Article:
The Court of Appeal of Quebec reaffirmed that the Charter of
the French Language (Charter) does not require a trade-mark
used on a storefront sign to be accompanied by a generic French
term. This judgment confirms the Superior Court's decision on
April 9, 2014.
The importance of this issue is confirmed by the Court of Appeal
having heard the appeal with five (instead of the usual three)
judges. The court rendered its decision on the bench on April 27,
2015, after having heard the arguments of the Attorney General of
Quebec without needing to hear the arguments of the retailers or
This decision stems from a motion for declaratory judgment filed
by several retailers who sought guidance from the court on the
interpretation to be given to the provisions of the Charter dealing
with the language of public signs and the language of business
names. The Charter generally states that such public signs must be
in French (or in French and one or more other languages provided
that the French version is markedly prominent), but the regulations
enacted under the Charter include an exception for recognized
trade-marks, provided that no French version of the trade-mark has
Around 2010, the Office québécois de la langue
française (OQLF) started publicizing its position that such
use of a trade-mark constituted use of a business name and was
therefore required to be accompanied by a generic French term
pursuant to the provisions of the Charter dealing with business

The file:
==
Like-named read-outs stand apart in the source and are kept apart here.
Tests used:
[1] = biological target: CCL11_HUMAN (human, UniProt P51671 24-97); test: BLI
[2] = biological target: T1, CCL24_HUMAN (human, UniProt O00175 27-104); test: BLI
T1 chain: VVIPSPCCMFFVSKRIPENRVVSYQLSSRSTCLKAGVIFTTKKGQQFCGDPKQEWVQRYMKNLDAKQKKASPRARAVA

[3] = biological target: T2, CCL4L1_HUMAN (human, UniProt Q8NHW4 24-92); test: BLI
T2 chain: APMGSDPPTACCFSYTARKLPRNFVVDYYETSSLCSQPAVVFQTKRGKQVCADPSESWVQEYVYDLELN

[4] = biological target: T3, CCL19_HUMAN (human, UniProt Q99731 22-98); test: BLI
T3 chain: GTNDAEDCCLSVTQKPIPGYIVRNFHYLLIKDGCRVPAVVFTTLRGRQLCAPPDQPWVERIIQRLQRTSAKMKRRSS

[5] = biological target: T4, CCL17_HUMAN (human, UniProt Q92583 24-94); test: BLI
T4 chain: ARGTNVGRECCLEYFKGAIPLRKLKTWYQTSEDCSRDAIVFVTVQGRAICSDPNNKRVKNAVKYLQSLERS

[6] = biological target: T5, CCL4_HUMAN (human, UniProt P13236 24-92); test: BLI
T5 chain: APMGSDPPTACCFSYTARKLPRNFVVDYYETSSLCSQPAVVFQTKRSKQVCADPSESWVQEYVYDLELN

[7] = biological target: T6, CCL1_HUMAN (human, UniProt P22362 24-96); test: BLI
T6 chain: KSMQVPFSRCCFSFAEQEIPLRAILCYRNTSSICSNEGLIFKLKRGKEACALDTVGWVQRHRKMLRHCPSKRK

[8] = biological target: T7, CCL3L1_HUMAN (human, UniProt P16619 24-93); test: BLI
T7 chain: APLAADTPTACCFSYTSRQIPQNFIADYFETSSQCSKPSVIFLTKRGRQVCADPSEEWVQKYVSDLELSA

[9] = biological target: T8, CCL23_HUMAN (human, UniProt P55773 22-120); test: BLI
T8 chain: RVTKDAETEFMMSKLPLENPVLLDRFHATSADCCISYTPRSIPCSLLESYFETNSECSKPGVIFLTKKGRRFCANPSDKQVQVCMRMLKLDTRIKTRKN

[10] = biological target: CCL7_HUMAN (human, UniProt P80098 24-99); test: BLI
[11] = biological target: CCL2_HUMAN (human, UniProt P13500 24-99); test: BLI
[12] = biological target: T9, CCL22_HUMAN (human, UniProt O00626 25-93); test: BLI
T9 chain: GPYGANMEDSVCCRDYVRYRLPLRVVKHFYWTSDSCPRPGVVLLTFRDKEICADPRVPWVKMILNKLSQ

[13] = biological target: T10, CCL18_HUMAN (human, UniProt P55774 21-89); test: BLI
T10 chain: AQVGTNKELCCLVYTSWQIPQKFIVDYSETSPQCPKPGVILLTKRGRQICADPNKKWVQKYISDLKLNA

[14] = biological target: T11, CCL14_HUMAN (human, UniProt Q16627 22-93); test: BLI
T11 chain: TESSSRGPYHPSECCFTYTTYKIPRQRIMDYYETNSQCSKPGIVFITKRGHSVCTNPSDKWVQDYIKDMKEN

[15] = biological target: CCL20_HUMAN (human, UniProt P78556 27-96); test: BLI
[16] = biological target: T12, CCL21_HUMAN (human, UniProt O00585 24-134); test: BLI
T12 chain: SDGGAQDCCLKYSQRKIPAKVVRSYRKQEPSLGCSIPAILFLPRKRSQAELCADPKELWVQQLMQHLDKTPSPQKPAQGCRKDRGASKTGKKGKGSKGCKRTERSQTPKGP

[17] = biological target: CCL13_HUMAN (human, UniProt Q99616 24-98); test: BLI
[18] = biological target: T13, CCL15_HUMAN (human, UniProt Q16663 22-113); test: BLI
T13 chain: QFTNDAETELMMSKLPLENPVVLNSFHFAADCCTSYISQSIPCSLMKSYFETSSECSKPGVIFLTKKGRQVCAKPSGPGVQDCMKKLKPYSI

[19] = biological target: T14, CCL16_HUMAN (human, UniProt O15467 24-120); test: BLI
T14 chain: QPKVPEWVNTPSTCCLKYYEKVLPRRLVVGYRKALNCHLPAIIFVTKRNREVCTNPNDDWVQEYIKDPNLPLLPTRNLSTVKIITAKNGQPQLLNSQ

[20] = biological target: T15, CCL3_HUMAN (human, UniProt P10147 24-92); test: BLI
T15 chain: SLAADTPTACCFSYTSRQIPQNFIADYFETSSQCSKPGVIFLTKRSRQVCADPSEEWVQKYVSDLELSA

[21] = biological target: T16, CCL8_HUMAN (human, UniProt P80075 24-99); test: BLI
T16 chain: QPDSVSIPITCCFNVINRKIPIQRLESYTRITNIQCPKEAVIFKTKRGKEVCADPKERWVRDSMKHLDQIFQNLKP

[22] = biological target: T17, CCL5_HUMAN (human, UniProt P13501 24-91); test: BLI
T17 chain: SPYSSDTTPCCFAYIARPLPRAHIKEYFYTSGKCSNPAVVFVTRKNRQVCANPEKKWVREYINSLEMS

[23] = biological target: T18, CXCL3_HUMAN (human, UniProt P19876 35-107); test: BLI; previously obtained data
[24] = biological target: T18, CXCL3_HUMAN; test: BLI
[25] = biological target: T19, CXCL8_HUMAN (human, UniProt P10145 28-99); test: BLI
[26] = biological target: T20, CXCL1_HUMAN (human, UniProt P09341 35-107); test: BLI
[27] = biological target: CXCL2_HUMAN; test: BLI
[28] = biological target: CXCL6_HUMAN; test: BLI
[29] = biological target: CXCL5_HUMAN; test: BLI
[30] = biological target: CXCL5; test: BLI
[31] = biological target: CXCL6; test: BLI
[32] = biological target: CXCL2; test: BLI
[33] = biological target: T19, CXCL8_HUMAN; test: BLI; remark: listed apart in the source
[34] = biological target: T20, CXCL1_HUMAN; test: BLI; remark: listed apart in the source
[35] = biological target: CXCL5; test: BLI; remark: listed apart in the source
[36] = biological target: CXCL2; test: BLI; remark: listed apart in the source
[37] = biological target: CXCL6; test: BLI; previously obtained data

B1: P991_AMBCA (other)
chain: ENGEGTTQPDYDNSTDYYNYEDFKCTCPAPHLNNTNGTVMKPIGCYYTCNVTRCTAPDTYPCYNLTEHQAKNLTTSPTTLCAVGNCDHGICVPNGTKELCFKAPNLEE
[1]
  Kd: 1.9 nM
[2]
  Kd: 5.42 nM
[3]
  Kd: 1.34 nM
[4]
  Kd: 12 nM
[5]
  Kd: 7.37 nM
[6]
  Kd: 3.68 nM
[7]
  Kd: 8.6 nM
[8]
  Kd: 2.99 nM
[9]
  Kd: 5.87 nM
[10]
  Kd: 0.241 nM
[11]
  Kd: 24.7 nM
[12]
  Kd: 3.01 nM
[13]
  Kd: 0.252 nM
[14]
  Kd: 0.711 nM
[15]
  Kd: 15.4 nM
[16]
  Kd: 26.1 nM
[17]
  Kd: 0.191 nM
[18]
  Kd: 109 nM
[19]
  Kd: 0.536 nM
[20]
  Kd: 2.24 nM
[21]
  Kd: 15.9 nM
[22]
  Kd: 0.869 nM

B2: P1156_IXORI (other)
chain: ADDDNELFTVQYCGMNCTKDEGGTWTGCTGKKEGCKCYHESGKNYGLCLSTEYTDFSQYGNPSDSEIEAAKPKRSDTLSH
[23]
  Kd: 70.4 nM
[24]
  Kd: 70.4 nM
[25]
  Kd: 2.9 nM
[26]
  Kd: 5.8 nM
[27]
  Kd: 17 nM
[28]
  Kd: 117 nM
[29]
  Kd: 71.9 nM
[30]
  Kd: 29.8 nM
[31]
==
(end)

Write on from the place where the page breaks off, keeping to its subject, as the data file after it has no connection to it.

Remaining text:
names. The attorney general, following the position taken by the
OQLF, issued fines over the last few years against a number of
retailers in Quebec who use trade-marks on their storefront signs
in a language other than French without a generic French term.
A group of major retailers, supported by the Retail Council of
Canada and the International Trademark Association as interveners,
contested this interpretation by the OQLF. The Superior Court
disagreed with the OQLF's position and found no requirement
under the Charter to have a generic French term appear with a
trade-mark on storefront signs. This decision was confirmed by the
Court of Appeal.
The reasons for the decision were published on May 1, 2015. The
court rejected the attorney general's arguments by finding that
certain sections of the Charter and the regulations respecting the
language of commerce and business—namely subsection 58(3) and
section 68 of the Charter and subsection 25(4) of the
regulations—would be sterilized or completely ignored by the
interpretation given to subsection 25(4) and section 27 of the
regulations by the attorney general.
The Court of Appeal therefore found that the retailers'
practices with respect to signage comply with the Charter and its
regulations, which allow the use of a trade-mark in a language
other than French (provided that no French version has been
registered), including where such a trade-mark appears on a
storefront sign and whether or not this use of such a trade-mark
could be considered as use of a business name. The Court of Appeal
also mentioned that its finding is in line with the interpretation
that the OQLF had given to the legislation prior to 2010.
The attorney general has 60 days to seek leave to appeal to the
Supreme Court of Canada. It will also be interesting to see whether
the Quebec government will consider making changes to the Charter,
including requiring recognized trade-marks in a language other than
French—when used in certain public signs—to be
accompanied by a generic French term.
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